In what appears to be something of a turnaround, the Government has this weekend indicated that it may soon be relaxing the restrictions on product placement in programmes on commercial TV.
It is expected that Ben Bradshaw, the Secretary of State for Culture, Media and Sport, will announce during a speech to the Royal Television Society later this week a three month consultation on the lifting of the ban on product placement. Bradshaw, who assumed office on 5 June 2009, appears to be ready to adopt a different position from that taken by his predecessor, Andy Burnham, whose department recently issued a statement reaffirming the view that product placement was undesirable and that it would not be allowed save to the limited extent already permitted.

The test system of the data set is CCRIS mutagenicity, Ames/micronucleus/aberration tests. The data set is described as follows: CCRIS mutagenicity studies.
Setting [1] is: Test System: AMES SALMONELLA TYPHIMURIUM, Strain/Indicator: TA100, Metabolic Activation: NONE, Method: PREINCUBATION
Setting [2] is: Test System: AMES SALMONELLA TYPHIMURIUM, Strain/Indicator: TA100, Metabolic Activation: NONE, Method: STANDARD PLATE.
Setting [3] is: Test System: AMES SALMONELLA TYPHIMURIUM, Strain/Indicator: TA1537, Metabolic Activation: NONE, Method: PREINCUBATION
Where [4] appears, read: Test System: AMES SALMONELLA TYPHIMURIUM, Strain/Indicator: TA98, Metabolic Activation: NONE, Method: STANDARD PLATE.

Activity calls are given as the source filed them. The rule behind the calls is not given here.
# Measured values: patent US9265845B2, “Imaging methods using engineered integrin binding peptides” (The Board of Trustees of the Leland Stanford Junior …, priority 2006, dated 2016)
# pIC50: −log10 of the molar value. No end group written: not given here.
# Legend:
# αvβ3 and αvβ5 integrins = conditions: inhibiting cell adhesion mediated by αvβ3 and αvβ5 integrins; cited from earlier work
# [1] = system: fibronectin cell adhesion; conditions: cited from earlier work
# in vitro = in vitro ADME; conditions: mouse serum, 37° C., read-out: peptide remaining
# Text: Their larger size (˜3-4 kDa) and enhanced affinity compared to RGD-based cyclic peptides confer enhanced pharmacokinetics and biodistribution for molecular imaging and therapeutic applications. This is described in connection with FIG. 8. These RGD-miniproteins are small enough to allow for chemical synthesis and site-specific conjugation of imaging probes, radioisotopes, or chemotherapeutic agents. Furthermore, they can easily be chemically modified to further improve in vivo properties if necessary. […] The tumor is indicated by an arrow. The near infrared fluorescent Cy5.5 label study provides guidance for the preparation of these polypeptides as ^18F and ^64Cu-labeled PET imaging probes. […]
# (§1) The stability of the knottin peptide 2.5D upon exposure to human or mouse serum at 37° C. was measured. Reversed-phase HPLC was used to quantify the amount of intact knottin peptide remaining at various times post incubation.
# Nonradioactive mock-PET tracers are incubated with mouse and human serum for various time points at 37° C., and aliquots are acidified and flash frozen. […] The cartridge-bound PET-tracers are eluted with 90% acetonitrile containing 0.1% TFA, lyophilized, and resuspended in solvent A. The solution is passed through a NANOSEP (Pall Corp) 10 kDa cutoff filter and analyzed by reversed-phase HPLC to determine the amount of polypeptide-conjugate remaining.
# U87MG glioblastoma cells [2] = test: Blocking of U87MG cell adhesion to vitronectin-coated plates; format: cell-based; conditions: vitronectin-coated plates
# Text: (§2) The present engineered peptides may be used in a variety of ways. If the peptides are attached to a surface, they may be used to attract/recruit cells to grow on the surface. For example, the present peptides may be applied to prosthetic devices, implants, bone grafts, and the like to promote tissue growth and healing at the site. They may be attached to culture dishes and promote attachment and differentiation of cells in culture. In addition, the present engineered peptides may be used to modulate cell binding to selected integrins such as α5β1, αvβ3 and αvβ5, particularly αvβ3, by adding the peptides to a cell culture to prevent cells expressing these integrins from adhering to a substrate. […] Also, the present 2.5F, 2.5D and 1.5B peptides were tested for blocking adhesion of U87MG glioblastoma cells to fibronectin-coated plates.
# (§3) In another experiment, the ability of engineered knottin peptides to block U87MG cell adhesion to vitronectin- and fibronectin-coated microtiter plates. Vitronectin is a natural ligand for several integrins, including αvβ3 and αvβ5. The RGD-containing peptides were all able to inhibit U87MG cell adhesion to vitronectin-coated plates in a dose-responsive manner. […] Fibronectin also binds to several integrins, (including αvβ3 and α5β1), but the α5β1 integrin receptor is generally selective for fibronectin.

Both the advertising and television industries are carefully monitoring product placement developments ahead of implementation in the UK, on 19 December 2009, of the important European Audio-Visual Media Services Directive.
Mr Bradshaw seems to be more receptive than his predecessor to the lobbying of independent broadcasters and production companies, led by ITV, who have been arguing that the relaxation of the ban on product placement in their programmes would go some way to alleviating the financial pressures they are currently experiencing.
It appears unlikely that any relaxation of the ban will affect the BBC which will continue to be bound by the previous rules and by its Charter.
The full extent of any changes is not yet known. However, these are likely to exclude children’s and news and current affairs programmes in accordance with the stipulations of the AVMS Directive.